• Alternate career: Machinists – These workers use machine tools such as lathes, milling machines and grinders to make items ranging from simple bolts to titanium bone screws for orthopedic implants. Job growth is projected to be nearly 12 percent by 2026.

2. Photo processor

  • Total number of jobs: 23,853
  • Projected job growth, 2016-2026: -19.7 percent
  • Median annual salary: $27,324
  • Typical education: High school diploma or equivalent
  • Alternate career: Photographer – Photographers are seeing a better career outlook than photo processors. Over the next decade, the profession is expected to grow 12 percent.

3. Furniture finisher

  • Total number of jobs: 20,113
  • Projected job growth, 2015-2025: -0.7 percent
  • Median annual salary: $28,698
  • Typical education: High school diploma or equivalent
  • Alternate career: Carpenter – Despite the job losses it experienced over the past decade, the profession is expected to add more than 25,830 jobs, or 2.5 percent, by 2026.

4. Radio or TV announcer

  • Total number of jobs: 33,202
  • Projected job growth, 2016-2026: -10 percent
  • Median annual salary: $32,383
  • Typical education: Bachelor's degree
  • Alternate career: Party DJ or emcee – These other types of announcers make up a small field of just 17,326 workers currently, but are expected to grow by 6 percent by 2026.

5. Floral designer

  • Total number of jobs: 53,463
  • Projected job growth, 2016-2026: -5 percent
  • Median annual salary: $23,938
  • Typical education: High school diploma or equivalent
  • Alternate career: Interior designer – Positions for interior designers are expected to grow 6 percent by 2026.

6. Gaming cashier

  • Total number of jobs: 23,111
  • Projected job growth, 2016-2026: 2 percent
  • Median annual salary: $22,970
  • Typical education: High school diploma or equivalent
  • Alternate career: Dealers and cage workers – These positions are expected to grow 8.7 percent and 12 percent, respectively, over the next decade. Another option is to apply your cashier skills outside the casinos. Currently, 3.6 million cashiers are working across the nation, and 6.2 percent more are expected to be added to the workforce by 2026.

7. Legislator

  • Total number of jobs: 56,514
  • Projected job growth, 2016-2026: 1.5 percent
  • Median annual salary: $20,500
  • Typical education: Bachelor's degree
  • Alternate career: Social and community service manager – The number of these managers is expected to grow 15.7 percent by 2026.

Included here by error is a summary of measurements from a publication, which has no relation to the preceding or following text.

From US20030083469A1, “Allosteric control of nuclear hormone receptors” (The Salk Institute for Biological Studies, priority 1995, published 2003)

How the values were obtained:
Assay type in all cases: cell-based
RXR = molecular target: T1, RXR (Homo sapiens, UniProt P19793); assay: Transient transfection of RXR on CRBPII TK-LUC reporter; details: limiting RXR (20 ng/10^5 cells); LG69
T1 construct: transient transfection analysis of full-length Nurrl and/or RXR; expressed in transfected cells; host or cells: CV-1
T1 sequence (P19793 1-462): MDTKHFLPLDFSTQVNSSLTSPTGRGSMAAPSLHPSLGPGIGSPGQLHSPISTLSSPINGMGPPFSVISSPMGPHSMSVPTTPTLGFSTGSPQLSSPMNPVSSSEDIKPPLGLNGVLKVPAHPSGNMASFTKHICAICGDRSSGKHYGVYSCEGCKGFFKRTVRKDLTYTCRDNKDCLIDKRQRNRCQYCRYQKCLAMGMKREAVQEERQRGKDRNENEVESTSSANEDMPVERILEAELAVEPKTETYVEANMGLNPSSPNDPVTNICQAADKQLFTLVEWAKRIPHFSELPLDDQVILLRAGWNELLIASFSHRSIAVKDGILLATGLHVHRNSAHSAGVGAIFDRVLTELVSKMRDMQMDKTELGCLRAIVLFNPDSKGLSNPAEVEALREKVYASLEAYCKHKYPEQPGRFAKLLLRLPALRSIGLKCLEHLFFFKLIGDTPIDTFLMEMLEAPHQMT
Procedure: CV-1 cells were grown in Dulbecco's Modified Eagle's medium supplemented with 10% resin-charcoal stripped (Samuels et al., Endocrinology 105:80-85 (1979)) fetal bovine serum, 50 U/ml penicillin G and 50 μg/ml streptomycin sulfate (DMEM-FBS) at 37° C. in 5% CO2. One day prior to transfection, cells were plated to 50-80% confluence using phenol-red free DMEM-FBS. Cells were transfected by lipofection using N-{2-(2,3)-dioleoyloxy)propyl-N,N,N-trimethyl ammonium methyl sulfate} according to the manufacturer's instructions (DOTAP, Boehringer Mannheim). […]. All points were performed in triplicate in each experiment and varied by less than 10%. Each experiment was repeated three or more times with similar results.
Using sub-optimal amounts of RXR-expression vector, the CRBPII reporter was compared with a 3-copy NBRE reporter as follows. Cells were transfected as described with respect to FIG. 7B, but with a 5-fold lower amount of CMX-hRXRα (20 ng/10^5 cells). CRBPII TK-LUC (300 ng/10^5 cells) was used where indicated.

8. Metal and plastic machine operator

  • Total number of jobs: 34,413
  • Projected job growth, 2016-2026: -10.3 percent
  • Median annual salary: $30,620
  • Typical education: High school diploma or equivalent
  • Alternate career: Computer-controlled machine operator – More high-tech positions within the industry are on the rise. The number of operators of computer-controlled metal and plastic machines and programmers of computer numerically controlled metal and plastic machines are expected to grow by more than 17.5 percent each.

9. Door-to-door salesman

  • Total number of jobs: 77,462
  • Projected job growth, 2016-2026: -20.3 percent
  • Median annual salary: $21,486
  • Typical education: No formal education
  • Alternate career: Insurance sales – The number of insurance sales agents is expected to increase 10.6 percent to 651,215 by 2026.

10. Print binding and finishing worker

  • Total number of jobs: 52,323
  • Projected job growth, 2016-2026: -10.2 percent
  • Median annual salary: $30,264
  • Typical education: High school diploma or equivalent
  • Alternate career: Assemblers and fabricators who put together finished products, such as engines, computers and toys, and the parts that go into them – Aircraft structure, surfaces, rigging and systems assemblers are projected to boost their ranks by 1.2 percent over the next decade.
Chad Brooks

Chad Brooks is a Chicago-based writer who has nearly 15 years' experience in the media business. A graduate of Indiana University, he spent nearly a decade as a staff reporter for the Daily Herald in suburban Chicago, covering a wide array of topics including, local and state government, crime, the legal system and education. Following his years at the newspaper Chad worked in public relations, helping promote small businesses throughout the U.S. Follow him on Twitter.